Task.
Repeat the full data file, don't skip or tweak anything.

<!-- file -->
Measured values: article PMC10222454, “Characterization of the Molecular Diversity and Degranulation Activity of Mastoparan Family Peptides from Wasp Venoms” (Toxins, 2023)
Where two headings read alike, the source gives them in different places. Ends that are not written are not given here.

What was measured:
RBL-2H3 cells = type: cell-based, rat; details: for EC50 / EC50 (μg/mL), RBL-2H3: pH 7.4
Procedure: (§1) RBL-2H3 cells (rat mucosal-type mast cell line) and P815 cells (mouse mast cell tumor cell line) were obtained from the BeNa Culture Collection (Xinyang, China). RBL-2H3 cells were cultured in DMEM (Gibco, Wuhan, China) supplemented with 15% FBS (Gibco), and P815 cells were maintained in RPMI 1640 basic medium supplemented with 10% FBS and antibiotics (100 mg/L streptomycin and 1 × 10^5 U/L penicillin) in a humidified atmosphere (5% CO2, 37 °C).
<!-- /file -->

Measured values: article PMC10222454, “Characterization of the Molecular Diversity and Degranulation Activity of Mastoparan Family Peptides from Wasp Venoms” (Toxins, 2023)
Where two headings read alike, the source gives them in different places. Ends that are not written are not given here.

What was measured:
RBL-2H3 cells = type: cell-based, rat; details: for EC50 / EC50 (μg/mL), RBL-2H3: pH 7.4
Procedure: (§1) RBL-2H3 cells (rat mucosal-type mast cell line) and P815 cells (mouse mast cell tumor cell line) were obtained from the BeNa Culture Collection (Xinyang, China). RBL-2H3 cells were cultured in DMEM (Gibco, Wuhan, China) supplemented with 15% FBS (Gibco), and P815 cells were maintained in RPMI 1640 basic medium supplemented with 10% FBS and antibiotics (100 mg/L streptomycin and 1 × 10^5 U/L penicillin) in a humidified atmosphere (5% CO2, 37 °C).